Focus on meeting your physical and emotional needs. It’s hard, but you can thrive in life, even without this friendship. Eat healthy foods, get plenty of sleep, and exercise regularly so that you can invest your energy in your work, interests, and hobbies. Focusing on yourself, rather than your lost friend, can help you rebuild your self-esteem and figure out what you want out of future friendships.
- Get back into what you love. Take a painting class if you enjoy making art. Go on a challenging hike if you like being in the outdoors. Throw yourself into the things that make you happy.
- Try new things to discover your full potential. If you’ve always wanted to play the piano, now’s the time to sign up for lessons.
- Being open to new experiences can help you meet new people and remember that there is still a lot in store for your life.
Method 7 of 10: Reframe how you view any mistakes that you made.
Look at them as lessons for how you want to act in future friendships. It’s possible you simply drifted apart, or perhaps your friend was the one who made mistakes. If your actions did contribute to the end of your friendship, though, be compassionate with yourself. Reflect on your past mistakes, but forgive yourself so that you can move on and change your behavior.
- For example, If you struggled with being dependable in your past friendship, make a point to always follow through with plans going forward.
Method 8 of 10: Practice mindfulness.
This helps you break the cycle of rumination. If you’re stuck on thoughts of your lost friendship, redirect your thoughts to your senses. If you’re outside, focus on the weather and how it feels. Notice if you hear any sounds, like birds chirping or a truck driving by. By redirecting like this, you can interrupt obsessive thoughts before they get out of hand.
- You don’t have to dedicate specific times to practice mindfulness. Use it as a quick tool to get back on track anytime your thoughts are running away from you.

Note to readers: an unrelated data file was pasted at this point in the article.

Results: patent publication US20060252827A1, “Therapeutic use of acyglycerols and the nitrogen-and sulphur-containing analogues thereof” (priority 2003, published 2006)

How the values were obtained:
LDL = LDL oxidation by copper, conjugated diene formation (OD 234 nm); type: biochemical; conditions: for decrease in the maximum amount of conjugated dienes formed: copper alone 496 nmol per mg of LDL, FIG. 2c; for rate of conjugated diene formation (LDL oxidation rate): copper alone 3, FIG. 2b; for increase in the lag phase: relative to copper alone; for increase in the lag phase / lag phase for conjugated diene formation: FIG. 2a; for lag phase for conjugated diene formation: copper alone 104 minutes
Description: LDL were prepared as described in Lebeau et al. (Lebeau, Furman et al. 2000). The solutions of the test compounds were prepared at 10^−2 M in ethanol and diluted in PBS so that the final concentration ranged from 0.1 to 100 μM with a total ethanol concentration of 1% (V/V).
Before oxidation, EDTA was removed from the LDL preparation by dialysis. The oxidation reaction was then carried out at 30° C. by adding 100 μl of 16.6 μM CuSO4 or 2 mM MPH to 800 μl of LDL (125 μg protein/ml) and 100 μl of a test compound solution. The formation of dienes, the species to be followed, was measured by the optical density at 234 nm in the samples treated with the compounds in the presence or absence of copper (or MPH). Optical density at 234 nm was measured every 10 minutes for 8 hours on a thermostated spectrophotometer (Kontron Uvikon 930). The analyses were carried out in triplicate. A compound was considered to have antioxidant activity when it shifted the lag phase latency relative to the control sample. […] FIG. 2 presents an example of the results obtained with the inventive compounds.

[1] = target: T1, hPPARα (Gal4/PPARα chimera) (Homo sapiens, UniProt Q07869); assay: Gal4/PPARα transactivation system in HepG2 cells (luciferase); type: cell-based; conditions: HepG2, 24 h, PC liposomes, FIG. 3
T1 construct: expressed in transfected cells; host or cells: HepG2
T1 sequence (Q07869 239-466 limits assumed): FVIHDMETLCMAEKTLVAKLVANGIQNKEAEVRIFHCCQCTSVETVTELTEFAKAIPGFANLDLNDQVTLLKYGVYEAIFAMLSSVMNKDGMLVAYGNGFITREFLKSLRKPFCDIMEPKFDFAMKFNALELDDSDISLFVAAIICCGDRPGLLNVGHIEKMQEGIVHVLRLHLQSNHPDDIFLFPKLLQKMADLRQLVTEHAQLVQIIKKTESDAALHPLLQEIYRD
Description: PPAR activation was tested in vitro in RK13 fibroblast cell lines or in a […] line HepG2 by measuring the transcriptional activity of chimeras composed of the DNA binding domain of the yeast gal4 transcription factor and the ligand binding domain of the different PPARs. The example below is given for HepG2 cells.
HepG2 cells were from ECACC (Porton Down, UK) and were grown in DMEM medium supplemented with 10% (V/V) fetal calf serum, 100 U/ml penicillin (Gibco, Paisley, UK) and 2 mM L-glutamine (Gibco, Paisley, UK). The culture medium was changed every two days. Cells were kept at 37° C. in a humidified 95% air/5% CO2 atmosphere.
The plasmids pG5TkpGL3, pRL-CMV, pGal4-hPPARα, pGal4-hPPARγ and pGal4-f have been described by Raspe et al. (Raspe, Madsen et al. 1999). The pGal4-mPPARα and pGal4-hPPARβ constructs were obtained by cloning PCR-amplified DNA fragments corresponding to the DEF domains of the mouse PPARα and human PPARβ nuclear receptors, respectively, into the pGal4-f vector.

Method 9 of 10: Meditate to quiet your mind.
Even 5 minutes of meditation a day can do wonders. First, choose a comfortable place to sit. Then, focus on only your breaths. Breathe in and out slowly, noticing the gentle rise and fall of your abdomen. If any thoughts come your way, let them pass without attachment. This practice can really help you regain control if you find yourself ruminating endlessly.
- If you struggle to quiet your mind, try repeating a mantra in your head. Choose calming words like “quiet,” “stillness,” and “peace.”
- You can also imagine a calming image to quiet your mind. Picture a scenic beach, a beautiful forest, or any scene that helps you relax.
- As you get more comfortable with the practice, up the amount of time you spend meditating from 5 to 15 minutes.
Method 10 of 10: Seek help from a therapist or counselor.
They can help give you the tools to move on if you’re really struggling. If your obsessive thoughts about your lost friend are distracting you at work or school and getting in the way of your ability to be happy, seek guidance from a mental health professional. They can help you process your feelings and give you advice on how to control your thoughts. To start seeing a therapist or counselor, get a referral from your doctor or search online for one in your area.
- The end of a friendship can be heartbreaking, sometimes even more so than losing a romantic partner. Don’t be hard on yourself if you need some extra support. It’s completely normal and understandable.